Review: 2020 Iron Heart

Friends no matter what.

Written by Vita Ayala & Danny Lore, Art by David Messina

The big Iron Man 2020 event is almost at its end. Iron Man 2020 was originally a character created as a potential future version of Iron Man, his distant future cousin Arno Stark, way back in the '80s. When 2020 actual rolled around, Marvel couldn't help themselves and decided to bring Iron Man 2020 back and turn it into a series of event comics. To be honest here: I haven't really been reading Iron Man 2020. That's not a sign of its quality or anything, it's just that I read issue one and didn't like it so I haven't bothered following it any further. Now, I am planning on revisiting it when it's all said and done and read the entire main-series in one go but for now, I simply cherry-picked the one (technically two) tie-in that features a character from my favourite superhero team the Champions. 2020 Iron Heart. Is 2020 Iron Heart a tie-in that you should pick up? I'm disappointed to say that I doubt that you should.

Let´s dive in.

The setup of tie-in is this: Riri Williams, the titular Iron Heart, and her best friend N.A.T.A.L.L.I.E. (an accidentally created A.I. recreation of her deceased friend) go to pick up her other best friend Xavier from the bus. While walking home the three find themselves in a developing situation. Self-driving A.I. cars have gone haywire and are threatening to run people over. While insisting that she's not a hero anymore, see Marvel's Outlawed for the details, through some quick thinking, ingenuity and a little assist from her rocket boots, Riri manages to shut all of the A.I. cars down. N.A.T.A.L.I.E. however, gets infected by the same malicious code that caused the A.I. cars to go haywire and starts to act violently.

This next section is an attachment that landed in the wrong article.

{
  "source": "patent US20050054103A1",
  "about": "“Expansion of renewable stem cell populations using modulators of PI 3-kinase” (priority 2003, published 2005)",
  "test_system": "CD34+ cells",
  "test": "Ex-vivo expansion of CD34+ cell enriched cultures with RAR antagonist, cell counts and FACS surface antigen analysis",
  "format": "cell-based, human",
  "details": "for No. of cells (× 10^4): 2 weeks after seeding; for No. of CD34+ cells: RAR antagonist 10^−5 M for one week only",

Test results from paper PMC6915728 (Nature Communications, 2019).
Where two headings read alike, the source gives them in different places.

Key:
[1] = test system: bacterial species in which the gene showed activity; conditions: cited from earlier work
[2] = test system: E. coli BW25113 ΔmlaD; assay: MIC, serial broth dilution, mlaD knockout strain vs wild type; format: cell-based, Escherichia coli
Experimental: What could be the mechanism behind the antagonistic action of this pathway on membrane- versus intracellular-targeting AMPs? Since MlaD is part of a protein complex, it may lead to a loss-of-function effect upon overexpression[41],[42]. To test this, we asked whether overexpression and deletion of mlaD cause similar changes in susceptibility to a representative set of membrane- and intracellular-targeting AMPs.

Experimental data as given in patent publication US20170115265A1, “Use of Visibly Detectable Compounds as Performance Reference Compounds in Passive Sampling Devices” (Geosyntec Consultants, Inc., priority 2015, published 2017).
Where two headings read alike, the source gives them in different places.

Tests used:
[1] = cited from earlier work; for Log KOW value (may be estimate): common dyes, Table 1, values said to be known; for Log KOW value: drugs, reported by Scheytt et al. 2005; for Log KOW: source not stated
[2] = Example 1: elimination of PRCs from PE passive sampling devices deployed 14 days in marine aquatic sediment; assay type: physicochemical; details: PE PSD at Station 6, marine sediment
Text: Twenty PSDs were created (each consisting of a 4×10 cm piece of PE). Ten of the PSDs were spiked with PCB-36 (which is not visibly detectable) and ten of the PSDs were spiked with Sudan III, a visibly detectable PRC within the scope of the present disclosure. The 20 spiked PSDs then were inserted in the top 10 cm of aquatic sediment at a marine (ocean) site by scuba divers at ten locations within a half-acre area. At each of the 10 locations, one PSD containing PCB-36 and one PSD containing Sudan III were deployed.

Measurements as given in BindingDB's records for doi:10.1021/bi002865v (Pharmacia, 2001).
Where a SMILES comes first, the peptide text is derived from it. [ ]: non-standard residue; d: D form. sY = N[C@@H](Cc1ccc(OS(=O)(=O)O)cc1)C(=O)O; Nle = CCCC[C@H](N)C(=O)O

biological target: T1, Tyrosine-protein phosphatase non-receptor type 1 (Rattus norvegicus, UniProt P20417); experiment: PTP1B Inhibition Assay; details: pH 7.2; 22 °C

While competently put together and having some bright spots, I'd say that 3 things weigh this tie-in down and make me question if it's worth your time and money. Let's look at these 3 things separately starting with what gets a comic book through the door: the art. While passable for the most part, they are some glaring moments of outright bad art here. The faces especially can get pretty darn ugly in panels and never look quite right even in the better moments. The movement and poses feel stiff throughout. I can see that the artist was trying, there are moments in which the art does something a bit more stylistic and creative but it's not enough. The art is 'meh', with some creative moments but also some really ugly ones sprinkled across both issues.

This is what I mean with the art is downright ugly in places. Riri's face just doesn't look good at all.

The second problem is that the entire tie-in suffers from a case of 'been there, done that'. The basic premise is a carbon copy of an old Iron Man story, The man in the Iron Man, and variations of it have been done more times than I can count. This doesn't have to be a problem necessary, even if the basic premise has been done before you can still get invested in it or offer new insights through its execution. Sadly though, this tie-in doesn't offer any of that. It, once more, competently put together but it doesn't offer anything new or interesting for those who have read a story like this before. It's not all bad in this department though, it does one thing that I'm glad for and that is that it averts one of the tropes of this story setup: the evil A.I. When reading the solicitations I was worried they were going to throw N.A.T.A.L.I.E. under the bus and turn her evil for the sake of keeping to the tropes. Thankfully, the story avoids this and I think that was the right decision.